January 19, 2015

Global M&A: Bigger May not Be Better, But It Is Certainly More Popular

In 2015 both Canadian and global M&A markets witnessed a trend towards larger transactions, with Canadian funding sources prominent amongst both arenas (the Caisse de depot’s participation in the $8 billion PetSmart deal being a case in point).

In Canada, total deal volume rose 40% to CAD$245.7 billion whilst deal volume in the CAD$1+ billion category rose 108% to $150.1 billion. Tax played a significant role, with the private equity owners of Burger stepping up to pay CAD$ 14.6 billion for Tim Hortons in a so-called tax inversion deal.

Globally, US and European M&A topped $2 trillion. Almost 100 transactions were worth $5 billion or more. The four largest deals were:

  • Comcast buying Time Warner Cable: $71 billion
  • AT&T buying satellite TV operator DirecTV for $67 B
  • Allergan buying Actavis for $66 B
  • Kinder Morgan’s purchase of Kinder Morgan Energy partners for $59 B

Interestingly these deals come with seemingly endless regulatory approvals: Time Warner was announced in February and has yet to close.

Energy and resources continued to drive M&A momentum in 2014, though the recent collapse in the price of commodities such as oil and iron ore presages what may prove to be a more temperate climate in the resources sector (at the minimum lower commodity prices will slash the enterprise values of targets). Some prominent energy and resources deals included Encana’s $7.1 billion purchase of Athlon Energy of Texas, Apollo Global snagging Encana’s Bighorn Assets for $1.9 billion and Yamana and Agnico Eagle teaming to spend CAD$3.9 billion to purchase Osisko Mining.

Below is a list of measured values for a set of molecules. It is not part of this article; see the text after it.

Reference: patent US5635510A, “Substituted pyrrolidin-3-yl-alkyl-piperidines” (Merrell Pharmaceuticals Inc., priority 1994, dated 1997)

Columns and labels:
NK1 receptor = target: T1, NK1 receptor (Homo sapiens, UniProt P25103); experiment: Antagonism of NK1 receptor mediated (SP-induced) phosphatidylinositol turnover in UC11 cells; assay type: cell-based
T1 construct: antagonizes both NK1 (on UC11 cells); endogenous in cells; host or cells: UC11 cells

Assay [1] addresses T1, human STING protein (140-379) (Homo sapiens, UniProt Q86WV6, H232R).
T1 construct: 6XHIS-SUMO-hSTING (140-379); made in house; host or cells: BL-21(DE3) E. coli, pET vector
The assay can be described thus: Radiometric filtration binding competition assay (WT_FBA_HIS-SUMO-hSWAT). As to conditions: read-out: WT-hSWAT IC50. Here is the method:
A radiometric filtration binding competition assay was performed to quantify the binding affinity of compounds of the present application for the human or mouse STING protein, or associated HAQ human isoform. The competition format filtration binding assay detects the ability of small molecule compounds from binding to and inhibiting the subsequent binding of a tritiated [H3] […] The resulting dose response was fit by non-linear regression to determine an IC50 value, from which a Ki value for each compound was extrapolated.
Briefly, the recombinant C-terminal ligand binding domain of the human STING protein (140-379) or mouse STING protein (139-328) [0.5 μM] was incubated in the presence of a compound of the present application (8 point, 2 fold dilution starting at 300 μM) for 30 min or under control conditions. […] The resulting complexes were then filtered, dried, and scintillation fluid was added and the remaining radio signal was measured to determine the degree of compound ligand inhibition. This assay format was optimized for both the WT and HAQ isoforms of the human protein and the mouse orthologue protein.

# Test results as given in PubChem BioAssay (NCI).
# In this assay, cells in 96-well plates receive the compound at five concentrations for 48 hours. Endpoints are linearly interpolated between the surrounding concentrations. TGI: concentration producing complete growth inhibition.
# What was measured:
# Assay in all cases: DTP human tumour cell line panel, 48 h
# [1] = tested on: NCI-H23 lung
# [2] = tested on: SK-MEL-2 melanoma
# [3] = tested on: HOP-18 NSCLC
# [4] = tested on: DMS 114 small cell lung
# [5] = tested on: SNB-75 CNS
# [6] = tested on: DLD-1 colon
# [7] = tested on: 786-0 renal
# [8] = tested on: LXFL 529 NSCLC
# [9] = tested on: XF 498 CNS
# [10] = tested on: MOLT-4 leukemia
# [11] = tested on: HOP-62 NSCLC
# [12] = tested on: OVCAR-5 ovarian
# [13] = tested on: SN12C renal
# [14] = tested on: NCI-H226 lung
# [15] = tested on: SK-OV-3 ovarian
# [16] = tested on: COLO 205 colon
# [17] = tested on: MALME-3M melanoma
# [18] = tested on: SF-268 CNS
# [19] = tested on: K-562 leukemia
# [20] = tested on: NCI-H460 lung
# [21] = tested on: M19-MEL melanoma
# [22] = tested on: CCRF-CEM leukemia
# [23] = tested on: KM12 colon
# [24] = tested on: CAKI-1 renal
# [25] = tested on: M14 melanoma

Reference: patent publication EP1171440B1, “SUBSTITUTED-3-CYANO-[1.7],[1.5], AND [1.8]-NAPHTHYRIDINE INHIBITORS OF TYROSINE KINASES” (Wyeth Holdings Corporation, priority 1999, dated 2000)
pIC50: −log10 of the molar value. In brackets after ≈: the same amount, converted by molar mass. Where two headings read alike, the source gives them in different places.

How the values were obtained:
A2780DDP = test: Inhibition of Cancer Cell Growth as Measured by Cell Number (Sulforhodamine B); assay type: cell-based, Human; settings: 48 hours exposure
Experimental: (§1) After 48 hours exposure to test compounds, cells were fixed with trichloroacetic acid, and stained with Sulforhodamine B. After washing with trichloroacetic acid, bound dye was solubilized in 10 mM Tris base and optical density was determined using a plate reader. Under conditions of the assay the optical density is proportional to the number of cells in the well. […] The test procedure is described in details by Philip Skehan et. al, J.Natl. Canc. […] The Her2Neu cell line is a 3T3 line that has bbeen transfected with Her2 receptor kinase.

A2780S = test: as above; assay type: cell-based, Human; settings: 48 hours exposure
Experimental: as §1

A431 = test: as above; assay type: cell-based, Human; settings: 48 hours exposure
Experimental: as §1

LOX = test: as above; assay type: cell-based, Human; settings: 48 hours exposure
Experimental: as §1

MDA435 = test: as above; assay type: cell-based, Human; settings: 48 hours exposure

Large scale and over-arching ambition also comes with risks. Very significantly the quantum of withdrawn global deals also soared: $662B versus $285B in 2013.

National Security: The New M&A Protectionism In Canada

Under previous governments Canada had attempted to protect national champions in many sectors through the application of a review process on foreign investment. These rules were scrapped, but of late a much murkier, national-security driven review process has emerged to have an impact on critical sectors such as telecommunications and energy. For example the proposed deals for both Wind Mobile and MTS Allstream were killed by Ottawa on undefined security grounds.

A substantial number of these reviews are being conducted in the Prime Minister’s Office (PMO); we also understand that in a number of cases potential bidders have sought unofficial pre-clearance and have been warned off.  It can therefore be argued that the value of reaching out to Ottawa in advance of a possible bid has never been higher.

In our view this implies a new approach to potentially sensitive deals:

  • think through the potential national security implications of a potential transaction and, as appropriate,  develop a quiet communications strategy with the PMO and/or relevant government departments